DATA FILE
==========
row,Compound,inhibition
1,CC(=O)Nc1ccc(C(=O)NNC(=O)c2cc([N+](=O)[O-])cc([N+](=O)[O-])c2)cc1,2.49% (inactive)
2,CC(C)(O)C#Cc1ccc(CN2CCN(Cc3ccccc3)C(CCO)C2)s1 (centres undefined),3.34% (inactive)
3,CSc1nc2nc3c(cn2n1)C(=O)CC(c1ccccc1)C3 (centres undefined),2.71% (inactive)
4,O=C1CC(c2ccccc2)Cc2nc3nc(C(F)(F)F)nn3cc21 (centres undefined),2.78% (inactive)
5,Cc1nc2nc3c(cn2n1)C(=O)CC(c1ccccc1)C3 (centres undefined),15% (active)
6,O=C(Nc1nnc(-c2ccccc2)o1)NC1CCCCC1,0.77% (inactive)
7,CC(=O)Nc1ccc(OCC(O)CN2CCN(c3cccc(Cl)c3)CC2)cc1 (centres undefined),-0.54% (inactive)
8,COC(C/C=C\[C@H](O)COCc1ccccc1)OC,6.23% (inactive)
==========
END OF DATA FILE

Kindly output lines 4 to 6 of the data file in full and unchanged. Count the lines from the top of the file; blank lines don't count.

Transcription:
3,CSc1nc2nc3c(cn2n1)C(=O)CC(c1ccccc1)C3 (centres undefined),2.71% (inactive)
4,O=C1CC(c2ccccc2)Cc2nc3nc(C(F)(F)F)nn3cc21 (centres undefined),2.78% (inactive)
5,Cc1nc2nc3c(cn2n1)C(=O)CC(c1ccccc1)C3 (centres undefined),15% (active)